Completely distraught, I just stood there.

My mind starting thinking of what I could do to help was there anything I could do to help? There was no point in donating money because the Dada would take it and the family would be back to square one. I am ashamed to say that at the time, my mind could not work out a solution.

No place for further servants meant that I could not house them.

No immediate vacancy for a job occurred to me.

I think we have become emasculated by the norms of present day society, or maybe too absorbed in our own narrow existence! So I said,

“Wait for a day or so and I shall come back with an answer. Maybe I can get you a job so that you could move your family and once you are employed and out of the clutches of your leech, I can support you with financial aid also.”

Feeling a bit better, I went home, spoke to my family and some semblance of a plan formed in our minds. We thought of moving them back home and aiding them in setting up from scratch. Alas, our lives are full of good intentions, which never quite come to fruition.

A couple of extremely urgent deadlines meant that I could not go back till the day after. When I went back, the thela was empty and the family gone.

Such chagrin as I felt then was not comparable.

I had been tested, called on and had not come up to scratch.

How was I ever going to justify this to myself and Allah (SWT)?

I had no answers.

And so, Eid day dawned and I went for prayers.

After the Eid namaaz I saw the man, in cleaner clothes, coming out of the mosque, following a sahib. I asked about his whereabouts. He said,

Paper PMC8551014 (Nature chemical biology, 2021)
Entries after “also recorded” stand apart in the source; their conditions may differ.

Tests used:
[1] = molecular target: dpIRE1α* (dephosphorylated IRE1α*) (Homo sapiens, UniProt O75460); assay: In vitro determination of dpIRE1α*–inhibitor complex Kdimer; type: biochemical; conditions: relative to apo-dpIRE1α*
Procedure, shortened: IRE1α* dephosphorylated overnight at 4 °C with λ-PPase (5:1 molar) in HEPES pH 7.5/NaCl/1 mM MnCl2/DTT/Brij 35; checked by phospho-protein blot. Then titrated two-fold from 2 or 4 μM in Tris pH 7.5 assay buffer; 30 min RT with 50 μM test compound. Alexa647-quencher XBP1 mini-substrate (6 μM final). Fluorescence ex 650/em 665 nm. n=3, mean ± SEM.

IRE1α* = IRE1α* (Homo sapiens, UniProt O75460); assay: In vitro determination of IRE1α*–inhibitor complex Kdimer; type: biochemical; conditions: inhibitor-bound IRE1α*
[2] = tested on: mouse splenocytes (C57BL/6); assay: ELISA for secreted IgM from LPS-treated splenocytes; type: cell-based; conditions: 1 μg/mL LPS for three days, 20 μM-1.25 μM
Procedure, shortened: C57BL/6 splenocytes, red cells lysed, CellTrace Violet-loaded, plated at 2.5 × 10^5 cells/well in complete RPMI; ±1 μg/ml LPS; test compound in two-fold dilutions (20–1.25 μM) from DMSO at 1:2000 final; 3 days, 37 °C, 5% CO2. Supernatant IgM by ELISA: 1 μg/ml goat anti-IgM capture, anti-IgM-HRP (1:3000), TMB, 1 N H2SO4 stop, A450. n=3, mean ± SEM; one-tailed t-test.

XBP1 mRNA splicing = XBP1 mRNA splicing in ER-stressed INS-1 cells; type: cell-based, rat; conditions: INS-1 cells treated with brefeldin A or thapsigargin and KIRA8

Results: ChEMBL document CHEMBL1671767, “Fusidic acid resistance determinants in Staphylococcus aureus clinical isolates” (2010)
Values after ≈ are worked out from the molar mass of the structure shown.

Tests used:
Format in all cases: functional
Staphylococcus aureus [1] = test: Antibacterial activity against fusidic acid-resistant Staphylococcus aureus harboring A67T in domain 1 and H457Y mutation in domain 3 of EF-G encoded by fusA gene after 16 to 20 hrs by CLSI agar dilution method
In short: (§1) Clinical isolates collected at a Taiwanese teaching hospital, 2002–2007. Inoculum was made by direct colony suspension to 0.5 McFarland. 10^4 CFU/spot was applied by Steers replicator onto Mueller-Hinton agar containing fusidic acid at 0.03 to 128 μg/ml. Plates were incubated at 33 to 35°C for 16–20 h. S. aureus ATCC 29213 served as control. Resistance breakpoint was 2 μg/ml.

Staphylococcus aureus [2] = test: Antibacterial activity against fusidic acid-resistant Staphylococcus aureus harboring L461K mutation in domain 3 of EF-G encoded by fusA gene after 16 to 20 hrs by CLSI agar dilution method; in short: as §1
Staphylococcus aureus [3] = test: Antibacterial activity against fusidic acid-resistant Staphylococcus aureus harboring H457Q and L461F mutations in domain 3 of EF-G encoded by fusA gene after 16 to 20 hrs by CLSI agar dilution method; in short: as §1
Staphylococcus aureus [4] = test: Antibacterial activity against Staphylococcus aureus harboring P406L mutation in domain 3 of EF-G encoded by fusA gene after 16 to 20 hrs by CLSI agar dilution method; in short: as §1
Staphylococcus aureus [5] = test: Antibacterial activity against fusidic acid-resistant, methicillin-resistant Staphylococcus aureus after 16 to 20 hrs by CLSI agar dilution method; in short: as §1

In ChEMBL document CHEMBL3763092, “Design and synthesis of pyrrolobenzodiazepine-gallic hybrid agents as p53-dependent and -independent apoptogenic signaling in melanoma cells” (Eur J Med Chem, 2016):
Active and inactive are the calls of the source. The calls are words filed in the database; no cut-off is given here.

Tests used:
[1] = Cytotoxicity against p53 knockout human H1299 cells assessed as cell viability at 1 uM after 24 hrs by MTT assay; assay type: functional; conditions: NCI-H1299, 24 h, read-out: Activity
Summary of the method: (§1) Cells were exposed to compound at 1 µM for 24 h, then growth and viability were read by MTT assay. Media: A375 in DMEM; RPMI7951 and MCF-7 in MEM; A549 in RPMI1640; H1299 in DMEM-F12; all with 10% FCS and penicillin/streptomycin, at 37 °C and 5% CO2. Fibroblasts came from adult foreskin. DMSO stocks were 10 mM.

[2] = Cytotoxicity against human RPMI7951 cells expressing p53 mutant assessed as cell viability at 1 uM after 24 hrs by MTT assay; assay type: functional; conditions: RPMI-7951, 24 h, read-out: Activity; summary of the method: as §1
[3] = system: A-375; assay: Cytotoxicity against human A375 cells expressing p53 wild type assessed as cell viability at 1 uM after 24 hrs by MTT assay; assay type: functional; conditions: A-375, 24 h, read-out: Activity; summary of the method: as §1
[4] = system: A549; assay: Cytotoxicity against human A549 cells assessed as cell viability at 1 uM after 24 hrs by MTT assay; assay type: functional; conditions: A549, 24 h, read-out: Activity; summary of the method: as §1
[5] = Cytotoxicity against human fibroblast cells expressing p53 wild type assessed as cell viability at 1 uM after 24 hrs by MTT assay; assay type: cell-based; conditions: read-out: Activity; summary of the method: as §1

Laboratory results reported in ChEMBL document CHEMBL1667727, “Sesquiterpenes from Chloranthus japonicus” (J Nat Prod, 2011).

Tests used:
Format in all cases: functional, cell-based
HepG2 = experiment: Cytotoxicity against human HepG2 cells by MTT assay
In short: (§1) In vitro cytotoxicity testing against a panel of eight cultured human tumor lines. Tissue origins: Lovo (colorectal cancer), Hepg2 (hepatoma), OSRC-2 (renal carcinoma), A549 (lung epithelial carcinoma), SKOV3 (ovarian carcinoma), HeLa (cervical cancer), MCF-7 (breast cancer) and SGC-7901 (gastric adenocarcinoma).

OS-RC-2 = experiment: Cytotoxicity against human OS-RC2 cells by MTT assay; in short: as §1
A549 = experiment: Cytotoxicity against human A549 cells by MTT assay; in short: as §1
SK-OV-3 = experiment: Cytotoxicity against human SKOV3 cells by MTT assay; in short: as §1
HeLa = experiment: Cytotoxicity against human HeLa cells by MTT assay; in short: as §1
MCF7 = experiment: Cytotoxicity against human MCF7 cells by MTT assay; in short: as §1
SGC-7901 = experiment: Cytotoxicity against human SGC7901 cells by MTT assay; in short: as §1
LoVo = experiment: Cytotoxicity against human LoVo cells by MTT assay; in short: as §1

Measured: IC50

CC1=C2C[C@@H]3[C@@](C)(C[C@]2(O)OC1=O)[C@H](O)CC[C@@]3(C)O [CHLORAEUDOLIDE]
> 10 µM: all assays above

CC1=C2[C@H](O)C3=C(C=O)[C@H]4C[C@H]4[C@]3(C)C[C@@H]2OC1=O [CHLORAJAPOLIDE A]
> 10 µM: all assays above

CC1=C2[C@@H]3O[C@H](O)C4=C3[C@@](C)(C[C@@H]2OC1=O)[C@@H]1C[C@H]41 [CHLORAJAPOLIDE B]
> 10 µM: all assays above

“Two days ago an angel of a woman stepped out of her large jeep and asked me my story. When I told her, this woman instructed her driver to collect the family and bring them to her house.”

Now they reside in her servant quarter. His wife does cleaning work and he does gardening and the children will go to school.

Alhamdulillah, miracles never seize to amaze. God truly does work in mysterious ways, miracles do happen and good humans still exist. I wished him and his sahib an Eid Mubarak, told him to thank Allah (SWT) and gave him my contact in case he needed it.

As I walked to my car, I felt as if there is light yet in this world and that there are possibilities for everyone. Good, loving humans renew this human spirit.

May there be many such endings.

Please let’s all of us do our bit of good. This world will be a better place for it.

Eid Mubarak!

Read more by Sarfaraz here or follow him on Twitter @Sarehman

%d bloggers like this: